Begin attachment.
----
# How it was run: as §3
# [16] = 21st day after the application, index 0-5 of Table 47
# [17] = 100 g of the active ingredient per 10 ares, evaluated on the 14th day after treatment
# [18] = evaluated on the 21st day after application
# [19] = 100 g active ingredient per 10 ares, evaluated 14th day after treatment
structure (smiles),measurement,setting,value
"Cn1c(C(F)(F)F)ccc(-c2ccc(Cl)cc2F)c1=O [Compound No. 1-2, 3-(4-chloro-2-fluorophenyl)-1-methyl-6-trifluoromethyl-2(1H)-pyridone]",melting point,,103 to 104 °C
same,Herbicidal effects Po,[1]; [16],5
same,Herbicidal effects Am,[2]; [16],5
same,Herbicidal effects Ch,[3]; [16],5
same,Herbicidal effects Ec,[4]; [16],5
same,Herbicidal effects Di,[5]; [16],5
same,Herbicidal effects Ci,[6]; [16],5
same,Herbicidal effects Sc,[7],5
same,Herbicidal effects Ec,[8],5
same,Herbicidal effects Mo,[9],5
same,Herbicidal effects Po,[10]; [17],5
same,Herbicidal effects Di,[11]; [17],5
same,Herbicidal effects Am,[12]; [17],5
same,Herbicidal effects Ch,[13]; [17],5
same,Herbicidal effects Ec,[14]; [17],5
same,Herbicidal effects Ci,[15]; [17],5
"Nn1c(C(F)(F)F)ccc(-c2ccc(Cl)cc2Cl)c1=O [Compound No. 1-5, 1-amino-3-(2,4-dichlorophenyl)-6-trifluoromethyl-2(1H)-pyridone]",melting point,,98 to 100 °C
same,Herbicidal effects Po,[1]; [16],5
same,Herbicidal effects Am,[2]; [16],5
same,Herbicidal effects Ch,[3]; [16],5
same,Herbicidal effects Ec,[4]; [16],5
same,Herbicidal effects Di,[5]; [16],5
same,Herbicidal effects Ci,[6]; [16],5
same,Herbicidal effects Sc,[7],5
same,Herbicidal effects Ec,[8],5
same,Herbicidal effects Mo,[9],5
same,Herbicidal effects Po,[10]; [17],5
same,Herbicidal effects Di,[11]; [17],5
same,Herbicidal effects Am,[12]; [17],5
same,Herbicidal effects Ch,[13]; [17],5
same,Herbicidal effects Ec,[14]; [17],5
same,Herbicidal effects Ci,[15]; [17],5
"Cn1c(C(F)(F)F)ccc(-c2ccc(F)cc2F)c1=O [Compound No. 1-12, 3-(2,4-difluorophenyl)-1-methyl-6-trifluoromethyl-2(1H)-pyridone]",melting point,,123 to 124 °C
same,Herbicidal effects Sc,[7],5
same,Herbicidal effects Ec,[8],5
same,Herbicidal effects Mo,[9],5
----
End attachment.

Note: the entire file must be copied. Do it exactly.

# How it was run: as §3
# [16] = 21st day after the application, index 0-5 of Table 47
# [17] = 100 g of the active ingredient per 10 ares, evaluated on the 14th day after treatment
# [18] = evaluated on the 21st day after application
# [19] = 100 g active ingredient per 10 ares, evaluated 14th day after treatment
structure (smiles),measurement,setting,value
"Cn1c(C(F)(F)F)ccc(-c2ccc(Cl)cc2F)c1=O [Compound No. 1-2, 3-(4-chloro-2-fluorophenyl)-1-methyl-6-trifluoromethyl-2(1H)-pyridone]",melting point,,103 to 104 °C
same,Herbicidal effects Po,[1]; [16],5
same,Herbicidal effects Am,[2]; [16],5
same,Herbicidal effects Ch,[3]; [16],5
same,Herbicidal effects Ec,[4]; [16],5
same,Herbicidal effects Di,[5]; [16],5
same,Herbicidal effects Ci,[6]; [16],5
same,Herbicidal effects Sc,[7],5
same,Herbicidal effects Ec,[8],5
same,Herbicidal effects Mo,[9],5
same,Herbicidal effects Po,[10]; [17],5
same,Herbicidal effects Di,[11]; [17],5
same,Herbicidal effects Am,[12]; [17],5
same,Herbicidal effects Ch,[13]; [17],5
same,Herbicidal effects Ec,[14]; [17],5
same,Herbicidal effects Ci,[15]; [17],5
"Nn1c(C(F)(F)F)ccc(-c2ccc(Cl)cc2Cl)c1=O [Compound No. 1-5, 1-amino-3-(2,4-dichlorophenyl)-6-trifluoromethyl-2(1H)-pyridone]",melting point,,98 to 100 °C
same,Herbicidal effects Po,[1]; [16],5
same,Herbicidal effects Am,[2]; [16],5
same,Herbicidal effects Ch,[3]; [16],5
same,Herbicidal effects Ec,[4]; [16],5
same,Herbicidal effects Di,[5]; [16],5
same,Herbicidal effects Ci,[6]; [16],5
same,Herbicidal effects Sc,[7],5
same,Herbicidal effects Ec,[8],5
same,Herbicidal effects Mo,[9],5
same,Herbicidal effects Po,[10]; [17],5
same,Herbicidal effects Di,[11]; [17],5
same,Herbicidal effects Am,[12]; [17],5
same,Herbicidal effects Ch,[13]; [17],5
same,Herbicidal effects Ec,[14]; [17],5
same,Herbicidal effects Ci,[15]; [17],5
"Cn1c(C(F)(F)F)ccc(-c2ccc(F)cc2F)c1=O [Compound No. 1-12, 3-(2,4-difluorophenyl)-1-methyl-6-trifluoromethyl-2(1H)-pyridone]",melting point,,123 to 124 °C
same,Herbicidal effects Sc,[7],5
same,Herbicidal effects Ec,[8],5
same,Herbicidal effects Mo,[9],5